Obama stumbles with lackluster debate performance - campaign dives into media damage control
Editor’s note: This post is part of a weekly series by Dr. Owen that we will feature on on weekends until Election Day. They are part of a blog being run by Affan Chowdhry of the Canadian newspaper The Globe and Mail. The blog series will focus on providing a weekly campaign scorecard for each candidate.
This week's full blog post can be read at the Globe and Mail's website here.
Whether it was too little preparation, lack of enthusiasm, or as Al Gore suggested, the altitude in Denver, Barack Obama’s lackluster debate performance has shifted the momentum of the campaign to Mitt Romney—at least in the short term. Americans like a president who exhibits strength and leadership, and Obama appeared tired and reticent. In sharp contrast, Romney came out swinging and didn’t let up. Romney managed to get in 541 more words than Obama in four fewer minutes. Obama should have been poised for a challenge, as Romney was a feisty debater during the Republican nominating campaign.
This debate set off an intense media frenzy that is fueled by the availability of social media that enables immediate, unfiltered, and widespread commentary from just about anyone who is interested in jumping into the fray. Both camps spent Thursday attempting to coral the media agenda, and issued post-debate ads with messages they reinforced on the stump. Obama took the gloves off while campaigning in Colorado, and questioned Romney’s authenticity and trustworthiness, a message that is central to a new tv ad.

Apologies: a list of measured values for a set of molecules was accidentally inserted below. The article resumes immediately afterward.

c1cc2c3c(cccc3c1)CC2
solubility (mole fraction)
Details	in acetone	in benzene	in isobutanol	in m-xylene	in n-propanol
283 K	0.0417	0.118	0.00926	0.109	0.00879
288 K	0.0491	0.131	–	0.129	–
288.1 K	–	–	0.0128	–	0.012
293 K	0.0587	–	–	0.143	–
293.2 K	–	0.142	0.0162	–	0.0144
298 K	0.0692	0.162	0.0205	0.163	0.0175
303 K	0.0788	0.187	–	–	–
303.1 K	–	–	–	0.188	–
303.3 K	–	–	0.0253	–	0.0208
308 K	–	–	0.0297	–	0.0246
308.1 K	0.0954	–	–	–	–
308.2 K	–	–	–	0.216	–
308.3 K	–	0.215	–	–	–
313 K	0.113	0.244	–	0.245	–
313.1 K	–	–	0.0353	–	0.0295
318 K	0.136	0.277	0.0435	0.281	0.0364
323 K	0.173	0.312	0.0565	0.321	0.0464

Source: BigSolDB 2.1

The Republican National Committee released an ad to media organizations called, “Smirk,” that spotlighted Obama’s uncomfortable and off-putting body language as Romney talked about the failure of Obama’s policies.
As candidates veered off into discussions of Simpson-Bowles and Dodd- Frank legislative initiatives, voters no doubt honed in on the candidates’ demeanor like they did in 1992 when George H.W. Bush checking his watch during a debate made headlines, so the ad is could resonate.
For the record, moderator Jim Lehrer managed the debate about as well as the replacement referees handled the first three weeks of the NFL season. The candidates ran all over him, and the fans were not happy.